Exercises to Lower Your Blood Sugar

How to lower your blood sugar with exercise.

Exercise affects your blood sugar in different ways depending on the type of activity you’re doing. For people with diabetes, exercise can lower your blood sugar for at least 24 hours after your workout, making you more sensitive to insulin. This means if you exercise regularly, your blood sugar will consistently be lower. How much lower depends on the individual, the exercise type, and the duration. Still, it’s not uncommon to find your blood sugar is 25-50 mg/dL lower overall just from the effects of exercise.

Most forms of aerobic exercise – walking, biking, running, dancing, and swimming will lower your blood sugar levels. However, some forms of exercise can temporarily raise your blood sugar levels. Learn what types of exercise you should be careful with, especially if your blood sugar levels are high when you start exercising. This article will also discuss the types of exercise that significantly lower blood sugar and how exercise can help manage your diabetes and lower blood glucose levels.


Research has shown that walking is the best exercise a person with diabetes can do. Walking is a great first step as long as your doctor has okayed you to start exercising. One study found that walking for 10 minutes after eating lowered blood sugar levels by 22%! With respect to exercise, Total Diabetes Wellness recommends walking as the first step towards managing diabetes and reversing prediabetes and type 2 diabetes.

Some of the benefits of walking include:

  • Maintain a healthy weight and lose body fat
  • Prevent or manage various conditions, including heart disease, stroke, high blood pressure, cancer, and type 2 diabetes
  • Improve cardiovascular fitness
  • Strengthen your bones and muscles
  • Improve muscle endurance
  • Increase energy levels
  • Improve your mood, cognition, memory, and sleep
  • Improve your balance and coordination
  • Strengthen immune system
  • Reduce stress and tension

A common goal for walking is to reach 10,000 daily steps (approximately 5 miles) each day. This step count should include all your movement throughout the day and doesn’t have to be done all in one setting.

10,000 steps can be an intimating goal, especially if you’re just starting or haven’t been active in a while. Don’t worry if you aren’t able to reach this goal right away. What is more important than reaching an arbitrary goal is that you get starting walking daily. If you can only reach 1,000 steps, then work towards consistently achieving 1,000 steps every day for a few weeks.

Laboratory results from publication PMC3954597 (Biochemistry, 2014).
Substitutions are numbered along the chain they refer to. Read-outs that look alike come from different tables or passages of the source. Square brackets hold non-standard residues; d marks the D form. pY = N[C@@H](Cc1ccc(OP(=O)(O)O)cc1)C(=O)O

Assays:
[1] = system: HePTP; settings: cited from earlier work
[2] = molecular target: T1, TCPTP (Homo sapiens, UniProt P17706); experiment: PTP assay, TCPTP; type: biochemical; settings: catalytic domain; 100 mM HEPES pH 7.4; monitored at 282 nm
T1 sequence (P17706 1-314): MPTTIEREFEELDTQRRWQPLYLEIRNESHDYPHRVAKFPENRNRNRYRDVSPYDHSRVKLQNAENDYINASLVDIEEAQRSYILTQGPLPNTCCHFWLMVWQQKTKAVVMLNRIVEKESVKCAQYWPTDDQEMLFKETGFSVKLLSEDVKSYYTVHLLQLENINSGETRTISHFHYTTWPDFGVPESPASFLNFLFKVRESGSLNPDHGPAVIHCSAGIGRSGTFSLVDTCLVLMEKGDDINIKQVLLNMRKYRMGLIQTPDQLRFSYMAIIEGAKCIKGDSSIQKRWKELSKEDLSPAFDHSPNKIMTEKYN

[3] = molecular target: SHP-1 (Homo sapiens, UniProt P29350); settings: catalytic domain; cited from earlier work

As you continue to reach your daily goal, you will find it becomes easier over time. After a week or two, work on slowly increasing your daily goal. How much you increase your goal depends entirely on your fitness level. Increasing your daily step count by 500 steps every few weeks may be appropriate for one person, while another person may be able to increase their daily steps by 2,000 every week.

We’re all working towards a healthier lifestyle and improving insulin sensitivity. There’s no “prize” for reaching 10,000 daily steps the fastest. It’s more important that you achieve this goal in a safe manner that will also be sustainable long-term. After all, this physical activity is something you are incorporating into your lifestyle, not just a temporary “quick fix.”

Spontaneous Physical Activity (SPA)

Spontaneous physical activity is all of your daily movement outside of exercise. For example, your daily movement walking around your home, walking through a store while shopping, and walking up the stairs at work are all examples of SPA.

Note: SPA is also referred to as non-exercise activity thermogenesis (NEAT). NEAT, like SPA, refers to all activity outside of exercise that burns calories.

SPA is one way to help increase your overall movement and daily step count. Many of us spend a lot of time being sedentary at work, at home, or commuting. While not all of this can be changed, being mindful of small changes you can make throughout the day can significantly increase your daily steps.

Some examples of ways to increase SPA include:

  • Taking the stairs instead of the elevator or escalator
  • Parking at the far end of the parking lot, if safety permits
  • Getting up and walking around on tv commercials or between episodes
  • Take a break and walk around the office 
  • Stand when you can (instead of sitting)
  • Play with your kids or pets outside or have a dance party inside
  • Wash your car by hand instead of using the carwash

It’s important to note that spontaneous physical activity should not replace your daily exercise. Movement throughout the day is important for your overall health and helps keep you from becoming too sedentary. However, extra movement alone does not fulfill your body’s exercise needs. Unless your doctor advises otherwise, resistance training or other physical activity is beneficial for managing diabetes and overall health.

When it comes to managing diabetes, all movement is important. By working to increase your daily SPA, you are taking steps to improve your overall health, wellness, and blood sugar control.

Activities That Will Quickly Lower Your Blood Sugar